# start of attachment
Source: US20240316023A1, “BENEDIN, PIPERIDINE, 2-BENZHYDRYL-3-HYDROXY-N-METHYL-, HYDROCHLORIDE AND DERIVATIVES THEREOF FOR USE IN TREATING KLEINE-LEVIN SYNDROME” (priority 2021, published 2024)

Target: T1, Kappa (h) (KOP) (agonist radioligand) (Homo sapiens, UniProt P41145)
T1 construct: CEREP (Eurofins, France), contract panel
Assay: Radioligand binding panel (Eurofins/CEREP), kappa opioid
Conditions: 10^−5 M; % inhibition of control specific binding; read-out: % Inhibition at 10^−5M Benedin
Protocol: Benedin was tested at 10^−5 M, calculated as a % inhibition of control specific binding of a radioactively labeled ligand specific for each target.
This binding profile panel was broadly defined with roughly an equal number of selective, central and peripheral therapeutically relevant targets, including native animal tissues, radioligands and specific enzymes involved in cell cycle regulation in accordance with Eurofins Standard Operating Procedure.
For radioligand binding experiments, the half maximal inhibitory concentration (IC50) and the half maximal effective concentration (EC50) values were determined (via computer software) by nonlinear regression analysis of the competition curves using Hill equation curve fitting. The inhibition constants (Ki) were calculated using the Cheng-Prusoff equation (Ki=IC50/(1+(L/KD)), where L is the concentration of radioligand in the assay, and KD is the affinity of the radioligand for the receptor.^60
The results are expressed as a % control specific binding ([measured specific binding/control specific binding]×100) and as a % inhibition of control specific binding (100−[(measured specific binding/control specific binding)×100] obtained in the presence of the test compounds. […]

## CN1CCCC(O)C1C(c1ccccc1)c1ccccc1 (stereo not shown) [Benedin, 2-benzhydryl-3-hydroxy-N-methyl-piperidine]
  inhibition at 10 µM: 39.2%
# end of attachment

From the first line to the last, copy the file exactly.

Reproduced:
Source: US20240316023A1, “BENEDIN, PIPERIDINE, 2-BENZHYDRYL-3-HYDROXY-N-METHYL-, HYDROCHLORIDE AND DERIVATIVES THEREOF FOR USE IN TREATING KLEINE-LEVIN SYNDROME” (priority 2021, published 2024)

Target: T1, Kappa (h) (KOP) (agonist radioligand) (Homo sapiens, UniProt P41145)
T1 construct: CEREP (Eurofins, France), contract panel
Assay: Radioligand binding panel (Eurofins/CEREP), kappa opioid
Conditions: 10^−5 M; % inhibition of control specific binding; read-out: % Inhibition at 10^−5M Benedin
Protocol: Benedin was tested at 10^−5 M, calculated as a % inhibition of control specific binding of a radioactively labeled ligand specific for each target.
This binding profile panel was broadly defined with roughly an equal number of selective, central and peripheral therapeutically relevant targets, including native animal tissues, radioligands and specific enzymes involved in cell cycle regulation in accordance with Eurofins Standard Operating Procedure.
For radioligand binding experiments, the half maximal inhibitory concentration (IC50) and the half maximal effective concentration (EC50) values were determined (via computer software) by nonlinear regression analysis of the competition curves using Hill equation curve fitting. The inhibition constants (Ki) were calculated using the Cheng-Prusoff equation (Ki=IC50/(1+(L/KD)), where L is the concentration of radioligand in the assay, and KD is the affinity of the radioligand for the receptor.^60
The results are expressed as a % control specific binding ([measured specific binding/control specific binding]×100) and as a % inhibition of control specific binding (100−[(measured specific binding/control specific binding)×100] obtained in the presence of the test compounds. […]

## CN1CCCC(O)C1C(c1ccccc1)c1ccccc1 (stereo not shown) [Benedin, 2-benzhydryl-3-hydroxy-N-methyl-piperidine]
  inhibition at 10 µM: 39.2%